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Festival Profile

DiGiCo Goes 4 for 4 at Savannah Music Festival

DiGiCo is in residence at the Savannah Music Festival, running through April 14.

Savannah, GA (April 6, 2018)—Running through April 14, the annual Savannah Music Festival is in the middle of hosing more than 100 productions across its 17-day run, and at all four of its major venues, DiGiCo desks provided by Atlanta-based Rock N Road Audio are put to use at both front of house and monitorworld.

This year, at the 1,200-seat Lucas Theatre, an SD12 is at front of house and an SD10 is being used for monitors at the side of the stage. The semi-enclosed, 700-seat North Garden Assembly Room at Ships of the Sea Maritime Museum uses one SD9 console for both FOH and monitors, as does the 1,105-seat Trustees Theater.

Elsewhere, the Trustees Garden venue, the largest outdoor venue with three stages, is using an SD12 for front of house, an SD10 for on-stage monitor mixing, and a two SD9 desks for the side stage, with both stages hosting alternating performers.

“The DiGiCo consoles have become the main ones used here over the years I’ve been working on the festival, and I couldn’t be happier about that,” said Chris Evans, Savannah Music Festival’s chief sound engineer for the last seven seasons. “Rock N Road and I introduced the DiGiCo desks to this festival and this region, and they’ve really gained a huge following among the engineers who work here and in the area.”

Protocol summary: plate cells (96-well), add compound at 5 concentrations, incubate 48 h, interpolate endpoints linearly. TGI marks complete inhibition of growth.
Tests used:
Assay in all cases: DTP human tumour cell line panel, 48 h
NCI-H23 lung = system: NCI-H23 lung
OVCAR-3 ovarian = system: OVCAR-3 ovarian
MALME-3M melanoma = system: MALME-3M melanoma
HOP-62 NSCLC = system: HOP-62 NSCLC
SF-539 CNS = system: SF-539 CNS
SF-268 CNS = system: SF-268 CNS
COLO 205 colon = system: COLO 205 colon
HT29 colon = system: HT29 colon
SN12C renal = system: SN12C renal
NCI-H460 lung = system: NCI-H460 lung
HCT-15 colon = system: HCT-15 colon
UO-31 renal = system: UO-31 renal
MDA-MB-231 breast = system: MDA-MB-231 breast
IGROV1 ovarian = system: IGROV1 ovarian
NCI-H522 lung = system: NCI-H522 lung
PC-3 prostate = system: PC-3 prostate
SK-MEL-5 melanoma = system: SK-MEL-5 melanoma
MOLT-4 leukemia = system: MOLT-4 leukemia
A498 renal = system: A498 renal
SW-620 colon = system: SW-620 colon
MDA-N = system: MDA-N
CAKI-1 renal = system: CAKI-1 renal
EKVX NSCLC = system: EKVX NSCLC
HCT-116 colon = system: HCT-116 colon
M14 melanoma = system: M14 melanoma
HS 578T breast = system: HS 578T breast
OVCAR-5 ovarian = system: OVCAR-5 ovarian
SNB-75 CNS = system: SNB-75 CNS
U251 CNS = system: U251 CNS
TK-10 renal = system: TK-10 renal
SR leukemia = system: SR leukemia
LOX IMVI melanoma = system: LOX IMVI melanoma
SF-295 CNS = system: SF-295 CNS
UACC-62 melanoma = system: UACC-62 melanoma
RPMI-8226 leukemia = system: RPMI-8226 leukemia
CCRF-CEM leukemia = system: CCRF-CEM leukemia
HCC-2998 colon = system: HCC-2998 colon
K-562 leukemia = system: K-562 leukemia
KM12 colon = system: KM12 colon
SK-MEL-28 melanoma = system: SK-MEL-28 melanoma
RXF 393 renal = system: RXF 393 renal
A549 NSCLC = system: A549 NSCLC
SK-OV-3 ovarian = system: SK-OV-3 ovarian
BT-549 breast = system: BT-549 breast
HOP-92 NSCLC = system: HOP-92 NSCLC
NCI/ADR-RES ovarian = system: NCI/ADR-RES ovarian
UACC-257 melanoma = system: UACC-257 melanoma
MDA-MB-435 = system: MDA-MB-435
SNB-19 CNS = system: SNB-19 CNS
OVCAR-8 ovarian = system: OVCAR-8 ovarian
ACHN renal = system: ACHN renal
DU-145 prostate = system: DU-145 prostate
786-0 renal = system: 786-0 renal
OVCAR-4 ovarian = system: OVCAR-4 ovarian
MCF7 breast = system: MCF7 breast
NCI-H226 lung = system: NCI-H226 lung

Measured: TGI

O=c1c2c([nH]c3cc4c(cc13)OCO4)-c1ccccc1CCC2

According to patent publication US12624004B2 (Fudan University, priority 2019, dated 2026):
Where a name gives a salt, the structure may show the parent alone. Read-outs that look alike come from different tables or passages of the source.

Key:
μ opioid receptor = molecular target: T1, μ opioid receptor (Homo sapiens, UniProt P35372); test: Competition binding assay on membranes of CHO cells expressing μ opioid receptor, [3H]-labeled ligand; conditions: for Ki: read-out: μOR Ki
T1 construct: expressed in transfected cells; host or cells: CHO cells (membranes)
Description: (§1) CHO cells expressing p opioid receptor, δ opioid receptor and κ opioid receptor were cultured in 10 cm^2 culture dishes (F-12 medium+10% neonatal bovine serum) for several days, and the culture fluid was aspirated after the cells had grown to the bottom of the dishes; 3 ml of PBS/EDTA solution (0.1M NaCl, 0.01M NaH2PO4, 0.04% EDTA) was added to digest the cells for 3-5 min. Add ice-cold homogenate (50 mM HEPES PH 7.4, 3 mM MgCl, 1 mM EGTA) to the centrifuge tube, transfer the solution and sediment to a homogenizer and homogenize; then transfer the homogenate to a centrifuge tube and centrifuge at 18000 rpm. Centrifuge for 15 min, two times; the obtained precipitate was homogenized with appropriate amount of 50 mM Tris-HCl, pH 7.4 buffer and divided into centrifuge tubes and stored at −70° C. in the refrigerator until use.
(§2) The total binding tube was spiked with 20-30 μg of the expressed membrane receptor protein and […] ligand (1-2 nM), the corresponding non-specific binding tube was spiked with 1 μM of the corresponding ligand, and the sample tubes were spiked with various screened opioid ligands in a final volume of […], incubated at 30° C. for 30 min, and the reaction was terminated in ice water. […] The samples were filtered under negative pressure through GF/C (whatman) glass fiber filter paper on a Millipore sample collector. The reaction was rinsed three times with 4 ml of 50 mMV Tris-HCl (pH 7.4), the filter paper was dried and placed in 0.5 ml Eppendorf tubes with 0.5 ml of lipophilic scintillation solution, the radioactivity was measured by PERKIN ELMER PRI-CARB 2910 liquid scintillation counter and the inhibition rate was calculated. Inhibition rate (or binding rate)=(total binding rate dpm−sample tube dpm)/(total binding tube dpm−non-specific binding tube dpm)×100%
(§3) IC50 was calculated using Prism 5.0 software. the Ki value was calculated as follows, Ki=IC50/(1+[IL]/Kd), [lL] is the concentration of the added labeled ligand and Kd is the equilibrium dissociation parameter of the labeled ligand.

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The DiGiCo SD-Series consoles at the Savannah Music Festival are using a number and variety of I/O racks, with SD-Racks for the SD9 and SD10 consoles, and a D2-Rack used with the SD12 desk. This year, for the first time, select venues at the Savannah Music Festival are recording through the SD-Racks, using a MADI interface from the racks to individual laptops running recording software at each venue. After trying that out at this year’s event, Evans says he envisions using a DiGiCo infrastructure for recording the entire festival at these venues.

View from the Top: Jack Kelly, Group One Ltd.

Evans noted, “With a festival like this, with so many genres of music and types of performers, you want a console that doesn’t color the sound, that lets what’s happening on stage come through as the artists want it to. I’d say that’s the first and foremost: it has to let the music be itself. Then, the way the console is laid out and the flexibility of routing and worksurface setup are what attract the people who mix on it, including me. It’s just such a sensible layout.”

Savannah Music Festival •

DiGiCo •